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JACC Cardiovasc Interv. 2010 Aug;3(8):836-44. doi: 10.1016/j.jcin.2010.05.011.

3-Dimensional optical coherence tomography assessment of jailed side branches by bioresorbable vascular scaffolds: a proposal for classification.

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  • 1Thoraxcenter, Erasmus University Medical Center, Rotterdam, the Netherlands.



The purpose of this study is to assess jailing of side branches (SB) by the everolimus-eluting, bioresorbable vascular scaffold (BVS) with 3-dimensional (3D) optical coherence tomography (OCT) reconstruction.


Because BVS struts at the SB orifice are suspected of being bioresorbed and/or forming a neointimal bridge, OCT has been used to evaluate the struts in detail at that particular site. Our understanding of the 3D relationship of the strut and the SB orifice is limited by the use of 2-dimensional OCT images. Fourier-domain OCT enables reliable 3D reconstruction of coronary vessels.


The ABSORB Cohort B (A Clinical Evaluation of the Bioabsorbable Everolimus Eluting Coronary Stent System in the Treatment of Patients With de Novo Native Coronary Artery Lesions) trial is a multicenter single-arm trial to assess the safety and performance of the BVS. Fourier-domain OCT pullbacks (C7-XR system, LightLab Imaging Inc., Westford, Massachusetts) are obtained at pullback speed of 20 mm/s and 3D renderings are performed. The orifices of the SB are assessed visually. The area of SB orifice and the number of strut-free compartments delineated by the BVS struts are evaluated.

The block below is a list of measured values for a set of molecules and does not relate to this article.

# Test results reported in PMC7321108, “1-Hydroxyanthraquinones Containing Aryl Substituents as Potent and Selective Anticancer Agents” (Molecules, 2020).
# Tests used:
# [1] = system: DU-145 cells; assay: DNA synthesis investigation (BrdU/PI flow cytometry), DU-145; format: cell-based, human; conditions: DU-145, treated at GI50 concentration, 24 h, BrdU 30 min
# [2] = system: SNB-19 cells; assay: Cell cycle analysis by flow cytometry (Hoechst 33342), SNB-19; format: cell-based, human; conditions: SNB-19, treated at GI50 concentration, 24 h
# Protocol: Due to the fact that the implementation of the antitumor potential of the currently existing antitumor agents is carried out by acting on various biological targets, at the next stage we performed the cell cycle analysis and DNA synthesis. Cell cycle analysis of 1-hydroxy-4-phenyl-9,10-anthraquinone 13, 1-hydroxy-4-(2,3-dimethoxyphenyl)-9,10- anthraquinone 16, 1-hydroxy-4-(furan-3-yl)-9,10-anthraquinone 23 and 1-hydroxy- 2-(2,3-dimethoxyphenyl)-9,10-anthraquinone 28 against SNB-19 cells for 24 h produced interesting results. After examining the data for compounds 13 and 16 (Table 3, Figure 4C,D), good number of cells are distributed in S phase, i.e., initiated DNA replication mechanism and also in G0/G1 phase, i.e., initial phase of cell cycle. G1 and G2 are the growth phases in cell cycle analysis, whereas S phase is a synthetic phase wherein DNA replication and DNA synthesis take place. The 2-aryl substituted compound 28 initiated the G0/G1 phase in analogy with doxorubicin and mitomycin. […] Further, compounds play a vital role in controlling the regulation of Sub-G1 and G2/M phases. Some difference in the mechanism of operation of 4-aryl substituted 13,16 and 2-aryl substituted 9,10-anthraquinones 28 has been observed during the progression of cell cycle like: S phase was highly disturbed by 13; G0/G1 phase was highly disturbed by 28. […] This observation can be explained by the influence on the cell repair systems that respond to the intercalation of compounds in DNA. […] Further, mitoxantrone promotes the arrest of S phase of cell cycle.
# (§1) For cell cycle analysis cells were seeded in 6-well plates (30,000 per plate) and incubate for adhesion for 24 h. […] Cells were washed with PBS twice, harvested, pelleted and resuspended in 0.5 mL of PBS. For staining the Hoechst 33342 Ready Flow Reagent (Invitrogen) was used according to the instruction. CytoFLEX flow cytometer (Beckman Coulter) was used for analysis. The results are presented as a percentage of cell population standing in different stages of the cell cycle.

Fifty-one OCT pullbacks were acquired: 33 pullbacks were imaged with Fourier-domain OCT and 27 treated segments had 46 side branches. Three-dimensional assessment was feasible in 87% (40 of 46) of pullbacks. The mean area of the SB orifice was 1.16 +/- 1.02 mm(2). The mean number of strut-free compartments was 2.0 +/- 1.1. The classification of the overhanging struts is proposed.


This study demonstrates that 3D OCT reconstruction is feasible to evaluate the orifices of SB jailed with BVS. (ABSORB Clinical Investigation, Cohort B; NCT00856856).

Copyright (c) 2010 American College of Cardiology Foundation. Published by Elsevier Inc. All rights reserved.

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